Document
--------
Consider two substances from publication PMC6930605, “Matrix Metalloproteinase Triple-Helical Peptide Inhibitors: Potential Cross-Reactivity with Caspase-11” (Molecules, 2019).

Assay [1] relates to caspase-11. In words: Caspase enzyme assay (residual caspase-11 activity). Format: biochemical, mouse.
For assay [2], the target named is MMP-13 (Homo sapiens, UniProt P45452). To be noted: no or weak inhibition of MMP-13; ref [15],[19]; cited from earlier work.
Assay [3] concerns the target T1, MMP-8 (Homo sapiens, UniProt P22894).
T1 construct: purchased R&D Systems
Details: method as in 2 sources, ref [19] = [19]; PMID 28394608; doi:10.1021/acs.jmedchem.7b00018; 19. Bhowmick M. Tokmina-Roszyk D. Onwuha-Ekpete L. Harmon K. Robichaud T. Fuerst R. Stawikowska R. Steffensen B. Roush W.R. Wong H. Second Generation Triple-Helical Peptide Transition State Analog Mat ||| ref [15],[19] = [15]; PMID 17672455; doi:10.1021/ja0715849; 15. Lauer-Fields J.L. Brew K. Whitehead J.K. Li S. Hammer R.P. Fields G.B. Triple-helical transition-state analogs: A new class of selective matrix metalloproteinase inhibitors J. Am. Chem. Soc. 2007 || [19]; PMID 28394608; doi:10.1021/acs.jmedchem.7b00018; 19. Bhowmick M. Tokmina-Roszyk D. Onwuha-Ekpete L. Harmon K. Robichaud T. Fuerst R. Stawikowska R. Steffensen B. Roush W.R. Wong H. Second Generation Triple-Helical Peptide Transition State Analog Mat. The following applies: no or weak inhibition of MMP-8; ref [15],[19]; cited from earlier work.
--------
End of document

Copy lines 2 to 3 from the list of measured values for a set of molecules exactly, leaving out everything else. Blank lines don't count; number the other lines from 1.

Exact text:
Assay [1] relates to caspase-11. In words: Caspase enzyme assay (residual caspase-11 activity). Format: biochemical, mouse.
For assay [2], the target named is MMP-13 (Homo sapiens, UniProt P45452). To be noted: no or weak inhibition of MMP-13; ref [15],[19]; cited from earlier work.